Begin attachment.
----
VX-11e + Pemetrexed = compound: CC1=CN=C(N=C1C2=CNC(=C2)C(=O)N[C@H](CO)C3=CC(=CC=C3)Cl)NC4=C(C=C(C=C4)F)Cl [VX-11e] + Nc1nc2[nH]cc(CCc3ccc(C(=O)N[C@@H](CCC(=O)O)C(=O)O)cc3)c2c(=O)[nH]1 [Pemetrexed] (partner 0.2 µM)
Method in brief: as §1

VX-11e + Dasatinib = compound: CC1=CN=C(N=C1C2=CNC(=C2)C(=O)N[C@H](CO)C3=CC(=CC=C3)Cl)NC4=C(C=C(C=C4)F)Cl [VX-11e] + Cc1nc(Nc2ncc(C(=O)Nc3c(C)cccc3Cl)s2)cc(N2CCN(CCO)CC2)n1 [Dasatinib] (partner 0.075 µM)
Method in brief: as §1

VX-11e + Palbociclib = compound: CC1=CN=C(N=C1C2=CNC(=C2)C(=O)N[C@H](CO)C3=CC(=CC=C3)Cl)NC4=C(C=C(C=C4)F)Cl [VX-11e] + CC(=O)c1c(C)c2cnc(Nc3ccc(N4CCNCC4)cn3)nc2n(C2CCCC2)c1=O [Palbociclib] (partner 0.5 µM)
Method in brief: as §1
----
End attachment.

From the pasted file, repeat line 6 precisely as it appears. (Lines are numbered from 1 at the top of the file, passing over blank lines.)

Method in brief: as §1